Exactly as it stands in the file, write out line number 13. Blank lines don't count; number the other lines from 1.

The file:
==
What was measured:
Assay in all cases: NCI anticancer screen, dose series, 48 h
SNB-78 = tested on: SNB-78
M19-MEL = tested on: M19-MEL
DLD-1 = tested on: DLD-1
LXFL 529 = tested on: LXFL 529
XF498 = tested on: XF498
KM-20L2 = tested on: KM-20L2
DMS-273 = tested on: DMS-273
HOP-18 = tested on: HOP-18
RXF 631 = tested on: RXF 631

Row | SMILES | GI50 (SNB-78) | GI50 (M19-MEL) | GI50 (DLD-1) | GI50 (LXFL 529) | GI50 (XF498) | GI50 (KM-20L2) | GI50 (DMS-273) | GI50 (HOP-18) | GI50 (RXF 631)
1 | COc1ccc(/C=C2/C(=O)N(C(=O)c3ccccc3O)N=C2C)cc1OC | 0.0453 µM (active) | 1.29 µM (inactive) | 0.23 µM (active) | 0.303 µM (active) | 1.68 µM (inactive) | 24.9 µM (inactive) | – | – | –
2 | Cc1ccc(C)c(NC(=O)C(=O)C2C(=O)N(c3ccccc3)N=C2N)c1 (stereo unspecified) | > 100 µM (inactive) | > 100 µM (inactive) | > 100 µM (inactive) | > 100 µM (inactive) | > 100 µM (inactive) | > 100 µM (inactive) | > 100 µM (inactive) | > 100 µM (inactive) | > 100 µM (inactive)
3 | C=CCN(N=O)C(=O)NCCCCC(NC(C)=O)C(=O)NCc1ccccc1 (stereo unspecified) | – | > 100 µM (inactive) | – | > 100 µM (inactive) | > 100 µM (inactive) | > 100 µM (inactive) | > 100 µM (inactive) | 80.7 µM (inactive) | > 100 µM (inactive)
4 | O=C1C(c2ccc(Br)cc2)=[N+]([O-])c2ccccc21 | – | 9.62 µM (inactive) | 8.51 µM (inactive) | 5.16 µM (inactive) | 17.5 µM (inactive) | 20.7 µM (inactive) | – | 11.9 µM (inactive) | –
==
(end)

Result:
1 | COc1ccc(/C=C2/C(=O)N(C(=O)c3ccccc3O)N=C2C)cc1OC | 0.0453 µM (active) | 1.29 µM (inactive) | 0.23 µM (active) | 0.303 µM (active) | 1.68 µM (inactive) | 24.9 µM (inactive) | – | – | –